Friday, May 7, 1999
Optionmania III: Takedown
In columns last Friday and Wednesday, I discussed how options impact income statements, the impact of options expense on several companies, and the reason companies do not currently record options expense. Investors should be aware of numerous additional anomalies associated with options. Below are several questions and my answers.
Isn't options expense incorporated in the diluted earnings per share (EPS)?
NO! The difference between basic and diluted EPS only reflects the impact of the increased number of shares issued for options on earnings. It does not incorporate the expense of the options in net income.
Using the example from last Friday, New Age posted net income of $275,000 and diluted EPS of $2.74 on 100,400 shares. While the share count incorporates the impact of options, net income does not. If we assume that Sally's options are worth $10,000 (the amount of foregone salary relative to her Old Line offer), New Age would have posted net income of $265,000 (not $275,000). The company's EPS would have then been reduced to $2.64 since 100,400 effective shares would still be outstanding. Note that New Age's EPS figure would be a penny lower than Old Line's, which is similar in every way except it uses only cash compensation. This is because the number of New Age shares outstanding has increased, causing dilution. (For simplicity's sake, taxes are ignored in this example.)
If what you're saying is true, only the income statement would be impacted. The balance sheet and cash flow statements would still be accurate, right?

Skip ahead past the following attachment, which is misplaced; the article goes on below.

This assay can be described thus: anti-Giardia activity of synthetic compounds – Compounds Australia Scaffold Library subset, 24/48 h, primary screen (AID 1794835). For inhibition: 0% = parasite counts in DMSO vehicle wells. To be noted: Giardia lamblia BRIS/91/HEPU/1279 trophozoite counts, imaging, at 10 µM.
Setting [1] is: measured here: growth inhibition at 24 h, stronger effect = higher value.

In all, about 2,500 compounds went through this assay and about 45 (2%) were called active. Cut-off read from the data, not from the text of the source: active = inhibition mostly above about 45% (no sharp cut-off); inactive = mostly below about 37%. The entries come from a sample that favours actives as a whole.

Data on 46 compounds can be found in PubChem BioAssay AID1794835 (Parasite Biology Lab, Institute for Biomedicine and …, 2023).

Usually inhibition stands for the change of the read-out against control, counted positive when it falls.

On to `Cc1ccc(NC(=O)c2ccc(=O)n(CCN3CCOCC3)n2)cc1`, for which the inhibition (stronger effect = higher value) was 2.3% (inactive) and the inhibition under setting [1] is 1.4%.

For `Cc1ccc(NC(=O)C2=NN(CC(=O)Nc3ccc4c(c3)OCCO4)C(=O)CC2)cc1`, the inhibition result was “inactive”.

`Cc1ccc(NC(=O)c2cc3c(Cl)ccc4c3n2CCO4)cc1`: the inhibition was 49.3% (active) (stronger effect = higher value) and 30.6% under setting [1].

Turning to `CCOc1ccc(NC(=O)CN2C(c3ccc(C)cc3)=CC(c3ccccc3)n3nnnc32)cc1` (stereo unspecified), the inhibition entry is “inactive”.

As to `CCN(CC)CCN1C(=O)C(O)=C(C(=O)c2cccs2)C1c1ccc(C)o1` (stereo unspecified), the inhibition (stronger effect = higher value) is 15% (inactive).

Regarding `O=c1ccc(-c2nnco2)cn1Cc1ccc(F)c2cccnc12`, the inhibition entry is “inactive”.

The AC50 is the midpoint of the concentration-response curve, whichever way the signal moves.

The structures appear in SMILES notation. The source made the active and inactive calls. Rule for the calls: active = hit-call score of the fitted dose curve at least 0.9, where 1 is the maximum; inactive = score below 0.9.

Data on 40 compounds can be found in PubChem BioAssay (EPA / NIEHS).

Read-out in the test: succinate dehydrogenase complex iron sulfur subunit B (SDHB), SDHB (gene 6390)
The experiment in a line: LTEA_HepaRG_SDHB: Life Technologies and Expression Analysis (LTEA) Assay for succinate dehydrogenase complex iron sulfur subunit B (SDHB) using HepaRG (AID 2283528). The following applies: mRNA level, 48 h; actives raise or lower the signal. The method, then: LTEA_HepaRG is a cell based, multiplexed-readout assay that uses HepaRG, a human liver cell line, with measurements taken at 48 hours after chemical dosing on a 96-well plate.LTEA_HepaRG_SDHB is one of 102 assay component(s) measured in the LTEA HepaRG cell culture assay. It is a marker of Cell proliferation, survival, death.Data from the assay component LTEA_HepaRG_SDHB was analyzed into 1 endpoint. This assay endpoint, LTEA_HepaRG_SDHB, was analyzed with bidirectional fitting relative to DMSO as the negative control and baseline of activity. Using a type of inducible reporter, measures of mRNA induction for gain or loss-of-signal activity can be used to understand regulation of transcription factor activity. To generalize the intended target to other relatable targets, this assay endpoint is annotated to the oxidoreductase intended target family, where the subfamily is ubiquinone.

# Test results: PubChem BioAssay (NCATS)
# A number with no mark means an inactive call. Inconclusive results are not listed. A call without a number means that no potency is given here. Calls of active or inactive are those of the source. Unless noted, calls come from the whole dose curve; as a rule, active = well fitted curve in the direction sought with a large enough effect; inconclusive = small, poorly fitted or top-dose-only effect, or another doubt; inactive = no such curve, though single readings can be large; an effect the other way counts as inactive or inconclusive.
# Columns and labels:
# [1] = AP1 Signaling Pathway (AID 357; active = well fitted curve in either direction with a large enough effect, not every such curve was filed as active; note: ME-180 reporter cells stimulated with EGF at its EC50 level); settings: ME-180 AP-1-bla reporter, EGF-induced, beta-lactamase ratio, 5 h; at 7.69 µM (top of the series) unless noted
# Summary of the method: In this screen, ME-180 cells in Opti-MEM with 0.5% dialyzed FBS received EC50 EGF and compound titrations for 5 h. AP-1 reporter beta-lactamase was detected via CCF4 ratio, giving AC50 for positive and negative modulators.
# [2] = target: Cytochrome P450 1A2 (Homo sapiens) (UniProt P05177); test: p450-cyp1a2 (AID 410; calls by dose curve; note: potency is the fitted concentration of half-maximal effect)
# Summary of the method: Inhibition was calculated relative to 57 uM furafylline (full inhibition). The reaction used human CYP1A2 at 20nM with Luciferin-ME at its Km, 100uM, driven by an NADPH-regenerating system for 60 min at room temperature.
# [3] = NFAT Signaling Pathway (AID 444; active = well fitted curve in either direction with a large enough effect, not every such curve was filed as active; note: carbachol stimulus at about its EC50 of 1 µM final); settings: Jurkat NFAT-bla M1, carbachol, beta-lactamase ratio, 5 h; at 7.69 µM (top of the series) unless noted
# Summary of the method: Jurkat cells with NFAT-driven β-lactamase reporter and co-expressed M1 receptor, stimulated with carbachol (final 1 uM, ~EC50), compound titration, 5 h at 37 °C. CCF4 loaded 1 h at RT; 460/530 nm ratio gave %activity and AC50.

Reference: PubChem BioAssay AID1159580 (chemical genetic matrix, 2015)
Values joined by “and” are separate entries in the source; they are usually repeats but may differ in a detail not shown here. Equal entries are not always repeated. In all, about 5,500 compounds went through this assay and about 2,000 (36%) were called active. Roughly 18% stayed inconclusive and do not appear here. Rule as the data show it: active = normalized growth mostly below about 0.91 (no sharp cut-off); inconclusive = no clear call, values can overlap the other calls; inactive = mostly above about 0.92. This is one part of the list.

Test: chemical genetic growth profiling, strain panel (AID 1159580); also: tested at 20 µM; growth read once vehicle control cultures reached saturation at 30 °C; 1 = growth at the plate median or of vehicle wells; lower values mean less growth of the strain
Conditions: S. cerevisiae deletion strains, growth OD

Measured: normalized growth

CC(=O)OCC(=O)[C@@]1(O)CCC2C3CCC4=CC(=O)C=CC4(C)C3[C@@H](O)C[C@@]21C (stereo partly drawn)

Not really. All three financial statements are intertwined and inaccuracies in one carry over to the other. In the same way that net income is overstated, cash flow is effectively overstated. The actual amount of cash isn't misstated, but the company has given away a cash-substitute (the option), which is not reflected on the cash flow statement. If the company were forced to pay its employees in cash, rather than with "self-published" options, operating cash flow would be lower.
The balance sheet is another issue. When stock options are exercised by employees, a company boosts its shareholder equity account by the amount of the exercise price. While this treatment accurately reflects the transaction as it occurs, it ignores the fact that the stock is actually worth more than the option price at the time of exercise. In effect, this understates the amount of equity capital invested in the business, distorting some productivity measures used by analysts (such as return on invested capital).
Are some company buyback programs related to stock option plans?
Quite often. Many companies engage in buyback programs to limit the dilution caused by stock option programs. These programs validate the theory that options costs are real.
Let's assume that a a company repurchases 1 million shares for $50 million, while employees exercise options on a similar number of shares at an average price of $30 each. From a basic shares perspective (which you should normally avoid since diluted shares is more representative, but it simplifies this example), the number of shares outstanding would remain the same -- 1 million shares were issued and 1 million shares were repurchased. The only difference is that the company has $20 million less cash because it spent $50 million repurchasing stock and only received $30 million for the stock sales. No part of this $20 million ever hits a company's income statement.
To see if a company is engaging in a stock repurchase to reduce shares outstanding or to offset option grants, look at the reported number of diluted shares. If the number of outstanding shares is not decreasing commensurately with the announced number of shares repurchased, repurchased shares are probably being used to offset option grants. In such a situation, it may be worthwhile to check out a company's annual report or 10-K to see the extent of its option grants.